Pubdate: Fri, 14 Sep 2018
Source: Baltimore Sun (MD)
Copyright: 2018 The Baltimore Sun Company
Author: Meagan Flynn



The family of Botham Jean, the unarmed black man who authorities say
was fatally shot by a Dallas police officer inside his own apartment,
spent Thursday celebrating his life. Hundreds of people filed into the
Greenville Avenue Church of Christ in Richardson, Texas, to pay their
respects at Jean's funeral service, remembering the 26-year-old
businessman as, what his friend Pastor Michael Griffin described him,
"the light in a dark room."

But then around 5 p.m., the family's lawyers were alerted to some
apparent breaking news in the investigation into Jean's death.

The news and the tweet, which received criticism online, had nothing
to do with why Jean was killed the night of Sept. 6. But the situation
was also familiar, another example of how unarmed black men who are
victims in police shootings are defamed and made to look like
criminals even in death as police investigations unfold, said attorney
Lee Merritt, a civil rights attorney who represents Jean's family.

"[Jean] was not only never convicted of a crime, he was never even
accused of a crime, never arrested," Merritt told The Washington Post.
"It took a white Dallas police officer to break into his home and
shoot him to death for him to become painted as a criminal."

Dallas police officer Amber Guyger has been charged with manslaughter
in Jean's death after authorities say she entered Jean's apartment -
allegedly mistakenly believing it was her own - and fired on him.
Guyger was in uniform and had just returned from a shift about 10 p.m.

Jean's apartment was dark, she claimed, according to an arrest
affidavit. She claimed she saw a "large silhouette" from across the
room, believed it was a burglar and fired her gun twice, striking him
in the torso and killing him, the arrest affidavit states.

On Thursday, multiple news outlets reported the results of a search
warrant executed on Jean's apartment. A judge authorized police to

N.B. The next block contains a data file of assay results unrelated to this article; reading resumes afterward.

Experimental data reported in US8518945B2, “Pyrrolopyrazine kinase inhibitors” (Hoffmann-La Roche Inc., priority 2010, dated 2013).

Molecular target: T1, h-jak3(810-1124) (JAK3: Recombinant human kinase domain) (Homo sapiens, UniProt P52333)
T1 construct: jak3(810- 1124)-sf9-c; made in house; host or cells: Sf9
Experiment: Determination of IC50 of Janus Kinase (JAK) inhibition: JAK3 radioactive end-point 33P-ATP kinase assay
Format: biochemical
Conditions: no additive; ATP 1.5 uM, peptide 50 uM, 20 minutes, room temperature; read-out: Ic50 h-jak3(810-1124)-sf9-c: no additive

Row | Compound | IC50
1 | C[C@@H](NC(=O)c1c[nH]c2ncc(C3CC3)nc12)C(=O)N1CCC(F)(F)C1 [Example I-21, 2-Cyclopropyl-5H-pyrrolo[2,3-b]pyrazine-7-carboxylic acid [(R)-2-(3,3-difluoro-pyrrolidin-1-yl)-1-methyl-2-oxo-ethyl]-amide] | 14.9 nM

search for guns, fired cartridge casings, trace evidence such as
blood, video surveillance and also "any contraband, such as
narcotics," according to the affidavit for a search warrant, which the
Fort Worth Star-Telegram posted online.

The case against a white Dallas police officer who shot and killed a
black neighbor in the neighbor's home will be presented to a grand
jury, which could decide on more serious charges than manslaughter,
the district attorney overseeing the case said Monday.

Merritt said the fact that police went looking for drugs appeared to
indicate that they were bent on diminishing Jean's credibility, which,
he said, is "a familiar pattern" in police shootings. Police found two
shell casings and less than one ounce of marijuana in Jean's
apartment, the Dallas Morning News reported. The warrant does not say
who it belongs to, but Merritt said "it has so little relevance" that
it doesn't matter.

"It's not surprising but it's telling. It's telling that in a homicide
investigation they went looking for drug paraphernalia," Merritt said.
"There could only be one purpose for that. The only purpose is to look
for information to smear the dead. That is exactly their specific intent."

It is not clear what, if any, search warrants have been executed on
Guyger's property. The Dallas Police Department could not be
immediately reached for comment regarding the search warrants. The
Texas Department of Public Safety, which is also involved in the
investigation, took questions from The Washington Post late Thursday
night but public information officers were unavailable to immediately
provide responses.

The history of what Merritt described as "character assassinations" in
the deaths of unarmed black men at the hands of police has been long

In an article published in the January 2016 edition of "Journal of
Human Behavior in the Social Environment," researchers Calvin John
Smiley, a sociology professor at Hunter College-City University, and
David Fakunle, now at the Baltimore City Health Department, described
several high-profile cases in which information such as a victim's
criminal history, neighborhood or even physique was used to
"posthumously criminalize" him.

In the case of Eric Garner, who was fatally strangled by police in New
York City in 2014, police and subsequently the news media frequently
emphasized that Garner was accused of illegally selling individual
cigarettes prior to the fatal encounter and that he had a history of
arrests, the researchers noted.

In the case of 12-year-old Tamir Rice, shot to death by Cleveland
police while holding a toy gun in 2014, the backgrounds of his parents
became part of the story of Rice's death, as though parenting skills
could be to blame for the shooting, the researchers wrote. In one
report on, the media outlet dug up Rice's father's past
convictions for abusing women and his mother's two arrests dating back
to 2001.

And in the case of 18-year-old Michael Brown, shot to death by police
officer Darren Wilson in Ferguson, Missouri, in 2014, police zeroed in
on Brown's alleged attempt to steal cigars from a convenience store
prior to the shooting, while critics fired back that it had nothing to
do with it. The researchers called the convenience store focus a
"micro-invalidation" in Brown's death, arguing "this report of him
robbing a convenience store took precedent to the overall narrative of
an unarmed young Black male being shot several times by a police officer."

"It's a systemic issue," Merritt said The Post. "We've been
conditioned to associate black people with crime," even when they are
victims, he said.